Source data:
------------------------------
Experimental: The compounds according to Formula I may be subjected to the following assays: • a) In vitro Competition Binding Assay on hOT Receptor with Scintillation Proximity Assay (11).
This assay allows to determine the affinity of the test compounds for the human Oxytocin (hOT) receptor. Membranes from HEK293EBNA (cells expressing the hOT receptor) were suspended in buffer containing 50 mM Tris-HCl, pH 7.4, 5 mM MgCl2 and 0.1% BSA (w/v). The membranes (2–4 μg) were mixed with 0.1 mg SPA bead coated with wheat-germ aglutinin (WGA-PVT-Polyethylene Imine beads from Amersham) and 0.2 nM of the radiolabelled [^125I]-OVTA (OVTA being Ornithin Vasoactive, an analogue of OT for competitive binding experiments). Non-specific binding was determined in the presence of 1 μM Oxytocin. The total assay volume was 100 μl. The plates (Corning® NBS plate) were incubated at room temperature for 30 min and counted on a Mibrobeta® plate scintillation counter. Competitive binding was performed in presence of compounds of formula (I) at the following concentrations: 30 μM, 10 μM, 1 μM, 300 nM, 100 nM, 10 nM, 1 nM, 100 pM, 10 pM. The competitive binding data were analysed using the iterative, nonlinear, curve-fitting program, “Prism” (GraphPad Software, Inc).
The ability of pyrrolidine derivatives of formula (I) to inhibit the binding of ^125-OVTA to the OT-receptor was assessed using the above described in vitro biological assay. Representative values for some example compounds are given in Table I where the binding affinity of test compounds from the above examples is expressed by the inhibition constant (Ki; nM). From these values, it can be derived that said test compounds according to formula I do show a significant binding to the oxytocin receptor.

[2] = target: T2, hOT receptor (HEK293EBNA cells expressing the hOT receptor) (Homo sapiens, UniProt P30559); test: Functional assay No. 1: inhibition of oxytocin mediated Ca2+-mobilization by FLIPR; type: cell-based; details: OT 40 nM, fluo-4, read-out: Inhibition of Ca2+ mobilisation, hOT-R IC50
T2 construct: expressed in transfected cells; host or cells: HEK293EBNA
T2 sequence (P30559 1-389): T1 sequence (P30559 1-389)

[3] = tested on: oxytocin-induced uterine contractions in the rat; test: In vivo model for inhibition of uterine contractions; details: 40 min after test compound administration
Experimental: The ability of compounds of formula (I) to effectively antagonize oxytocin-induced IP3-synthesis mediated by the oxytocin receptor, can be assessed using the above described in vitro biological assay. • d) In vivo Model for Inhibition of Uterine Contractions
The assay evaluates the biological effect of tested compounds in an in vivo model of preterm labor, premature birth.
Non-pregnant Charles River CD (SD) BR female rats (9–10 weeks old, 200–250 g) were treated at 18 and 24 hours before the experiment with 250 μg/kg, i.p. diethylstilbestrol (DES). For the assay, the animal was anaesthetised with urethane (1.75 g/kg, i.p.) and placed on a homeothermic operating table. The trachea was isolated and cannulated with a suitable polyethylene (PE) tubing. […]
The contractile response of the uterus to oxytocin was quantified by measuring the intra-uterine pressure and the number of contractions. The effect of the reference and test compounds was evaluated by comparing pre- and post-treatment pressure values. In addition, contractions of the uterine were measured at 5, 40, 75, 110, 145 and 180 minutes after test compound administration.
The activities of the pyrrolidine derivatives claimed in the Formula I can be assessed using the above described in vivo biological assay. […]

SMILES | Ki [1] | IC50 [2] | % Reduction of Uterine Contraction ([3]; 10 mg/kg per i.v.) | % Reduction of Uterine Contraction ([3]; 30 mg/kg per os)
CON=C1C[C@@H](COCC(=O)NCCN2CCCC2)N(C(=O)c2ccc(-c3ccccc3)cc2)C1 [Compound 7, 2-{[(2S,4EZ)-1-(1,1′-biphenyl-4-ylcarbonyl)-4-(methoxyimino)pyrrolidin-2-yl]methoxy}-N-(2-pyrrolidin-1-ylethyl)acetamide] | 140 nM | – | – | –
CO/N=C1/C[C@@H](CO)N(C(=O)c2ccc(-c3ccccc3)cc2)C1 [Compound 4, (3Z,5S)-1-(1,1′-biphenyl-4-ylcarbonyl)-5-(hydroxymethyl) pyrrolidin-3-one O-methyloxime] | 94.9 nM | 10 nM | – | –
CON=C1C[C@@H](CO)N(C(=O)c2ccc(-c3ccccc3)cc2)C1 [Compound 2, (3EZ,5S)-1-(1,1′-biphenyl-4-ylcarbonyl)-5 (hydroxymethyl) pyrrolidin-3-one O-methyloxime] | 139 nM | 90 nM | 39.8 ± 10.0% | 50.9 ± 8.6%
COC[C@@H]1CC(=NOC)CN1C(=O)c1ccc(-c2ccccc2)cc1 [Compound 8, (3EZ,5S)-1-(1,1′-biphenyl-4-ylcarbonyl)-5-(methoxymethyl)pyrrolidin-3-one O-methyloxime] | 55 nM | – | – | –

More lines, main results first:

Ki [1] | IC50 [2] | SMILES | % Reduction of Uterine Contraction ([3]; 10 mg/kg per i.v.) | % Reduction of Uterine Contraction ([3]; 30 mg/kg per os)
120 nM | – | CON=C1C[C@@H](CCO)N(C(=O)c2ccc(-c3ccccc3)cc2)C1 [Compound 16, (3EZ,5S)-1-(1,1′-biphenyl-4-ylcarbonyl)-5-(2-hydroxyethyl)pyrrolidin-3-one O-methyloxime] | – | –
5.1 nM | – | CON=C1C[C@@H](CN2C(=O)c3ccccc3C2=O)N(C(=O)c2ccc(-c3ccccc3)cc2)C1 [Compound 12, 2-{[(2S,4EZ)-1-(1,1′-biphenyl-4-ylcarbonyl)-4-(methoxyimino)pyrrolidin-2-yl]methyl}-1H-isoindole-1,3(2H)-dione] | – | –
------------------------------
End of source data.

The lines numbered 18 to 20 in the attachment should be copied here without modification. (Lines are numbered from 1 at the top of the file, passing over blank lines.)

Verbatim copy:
More lines, main results first:

Ki [1] | IC50 [2] | SMILES | % Reduction of Uterine Contraction ([3]; 10 mg/kg per i.v.) | % Reduction of Uterine Contraction ([3]; 30 mg/kg per os)
120 nM | – | CON=C1C[C@@H](CCO)N(C(=O)c2ccc(-c3ccccc3)cc2)C1 [Compound 16, (3EZ,5S)-1-(1,1′-biphenyl-4-ylcarbonyl)-5-(2-hydroxyethyl)pyrrolidin-3-one O-methyloxime] | – | –